The author has come up with a fancy name for systems allowing communication (well, but they actually just focus on shared nemory). The author uses the power of this abstraction to whine about WebExtensions and webpages that require JavaScript. I regret reading this because there is no payoff.

1. 2

I regret reading this because there is no payoff.

Delightfully savage.

1. 1

He whines about requiring JavaScript in exactly one parenthetical.

1. 3

Sadly MathML is essentially unusable because Google implemented and then removed MathML support from Chrome. Apparently their implementation was so poorly written that it introduced security issues. This caused a lot of anger, and is why MathJax etc. ended up becoming the way to display mathematics on the web. Nowadays MathJax isn’t so bad, but the whole situation is pretty silly.

https://bugs.chromium.org/p/chromium/issues/detail?id=152430#c43

1. 8

The browser vendors weren’t willing to change their products be compliant with the RFC, because websites already rely on the non-compliant behavior. They wrote their own spec that matches the behavior that the web relies on. That behavior apparently cannot be modeled using EBNF.

If you can write a grammar that matches the behavior of Internet Explorer, Chrome, and Firefox well-enough to not break web pages that currently work with all of them, I’m sure they’d love to see it.

1. 2

Yea, I find the sentiment being expressed here kind of silly. “Browser spec authors should give up on actually caring about writing specs that (a) actually standardize behavior, as opposed to describing some ideal that no one implements, and (b) maintain backwards compatibility with the actual web because it makes it hard to implement URI parsing for my hobby project!”

The implication is also that the spec writers are either dumb or purposely writing bad specs.

Maybe your hobby project doesn’t need to work with real world data, but if a spec writer decides things should just stop working, no browser will implement the spec. And if a browser decides the same, people will just stop using that browser.

It’s unfortunate that the state of things is like this. But people still write browser engines and spec compliant URI parsers from scratch in spite of this, because their goals are aligned with that of the spec—to work with real world data.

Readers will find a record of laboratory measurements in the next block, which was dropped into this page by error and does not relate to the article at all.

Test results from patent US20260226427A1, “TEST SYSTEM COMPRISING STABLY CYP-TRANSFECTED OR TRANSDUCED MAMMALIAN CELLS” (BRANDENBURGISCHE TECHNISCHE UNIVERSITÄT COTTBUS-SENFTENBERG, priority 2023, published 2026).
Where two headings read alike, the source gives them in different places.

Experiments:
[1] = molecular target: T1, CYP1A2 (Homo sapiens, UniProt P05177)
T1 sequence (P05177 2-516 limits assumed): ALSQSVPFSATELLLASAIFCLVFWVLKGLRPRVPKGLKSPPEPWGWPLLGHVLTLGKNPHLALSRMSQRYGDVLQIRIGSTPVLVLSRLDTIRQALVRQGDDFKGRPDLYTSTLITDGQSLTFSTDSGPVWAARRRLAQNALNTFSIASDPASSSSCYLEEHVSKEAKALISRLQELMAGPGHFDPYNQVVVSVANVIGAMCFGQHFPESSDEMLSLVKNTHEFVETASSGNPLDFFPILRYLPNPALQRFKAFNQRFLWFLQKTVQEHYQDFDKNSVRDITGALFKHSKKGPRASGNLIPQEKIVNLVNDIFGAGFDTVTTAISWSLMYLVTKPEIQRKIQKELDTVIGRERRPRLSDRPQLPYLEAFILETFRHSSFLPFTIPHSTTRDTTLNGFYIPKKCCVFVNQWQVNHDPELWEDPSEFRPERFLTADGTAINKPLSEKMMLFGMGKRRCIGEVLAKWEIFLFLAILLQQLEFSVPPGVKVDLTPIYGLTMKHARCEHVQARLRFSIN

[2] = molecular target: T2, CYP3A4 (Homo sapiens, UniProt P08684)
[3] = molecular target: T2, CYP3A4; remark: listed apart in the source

If you don’t care about parsing all the URIs browsers need to parse, there’s absolutely no shame in only parsing a restricted syntax. In fact, depending on your problem domain, this might be better engineering.

1. 2

I would say that this is a good use-case for warnings. Browsers (especially Chrome) have been discouraging poor practices for a while now. For example, HTTP pages don’t get the “padlock” that a significant proportion of users have been trained to look for; then HTTP resources on HTTPS pages were targetted; and now HTTP itself gets flagged as “not secure”.

If it makes sense to flag the entire HTTP Web, then I’d find it perfectly acceptable to (gradually) roll this out for malformed data too; e.g. if a page’s URL doesn’t follow a formal spec, if its markup or CSS is malformed, etc. This is justifiable in a few ways:

• As the article’s langsec argument states: if data isn’t validated against a (decidable) formal language before getting processed, there is potential for exploits.
• In the case of backwards compatibility, we can consider “legacy” content (created before the relevant specs) as if it complies with some hypothetical previous spec, like “Works for me in Netscape Navigator”. In which case that hypothetical spec is out of date, in the same way that e.g. Windows98 is out of date: it’s no longer maintained, and won’t receive any security patches. Hence it’s legitimate to consider such legacy formats as not secure.
• In the case of forwards compatibility, it can still be considered as not secure, since we’re skipping parts of the data we don’t understand, which were presumably added for a reason and may be needed for security.
1. 2

I agree with you in principle, but I don’t think this is a good idea in practice.

As the article’s langsec argument states: if data isn’t validated against a (decidable) formal language before getting processed, there is potential for exploits.

Using yacc, say, instead of writing your own recursive descent parser, doesn’t magically make your parser safe—in fact, far from it. I don’t buy the safety argument at all, having had the joy of encountering bizarre parser generator bugs.